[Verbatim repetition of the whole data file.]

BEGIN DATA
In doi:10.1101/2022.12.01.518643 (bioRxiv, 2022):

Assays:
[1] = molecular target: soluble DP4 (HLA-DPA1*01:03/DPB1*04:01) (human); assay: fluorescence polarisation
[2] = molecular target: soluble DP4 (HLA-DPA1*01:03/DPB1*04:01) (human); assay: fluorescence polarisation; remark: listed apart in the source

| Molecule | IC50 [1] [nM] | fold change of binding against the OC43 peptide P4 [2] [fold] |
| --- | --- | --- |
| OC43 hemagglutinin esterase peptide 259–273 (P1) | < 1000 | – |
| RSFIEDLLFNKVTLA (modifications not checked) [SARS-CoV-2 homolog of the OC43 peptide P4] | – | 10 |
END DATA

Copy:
In doi:10.1101/2022.12.01.518643 (bioRxiv, 2022):

Assays:
[1] = molecular target: soluble DP4 (HLA-DPA1*01:03/DPB1*04:01) (human); assay: fluorescence polarisation
[2] = molecular target: soluble DP4 (HLA-DPA1*01:03/DPB1*04:01) (human); assay: fluorescence polarisation; remark: listed apart in the source

| Molecule | IC50 [1] [nM] | fold change of binding against the OC43 peptide P4 [2] [fold] |
| --- | --- | --- |
| OC43 hemagglutinin esterase peptide 259–273 (P1) | < 1000 | – |
| RSFIEDLLFNKVTLA (modifications not checked) [SARS-CoV-2 homolog of the OC43 peptide P4] | – | 10 |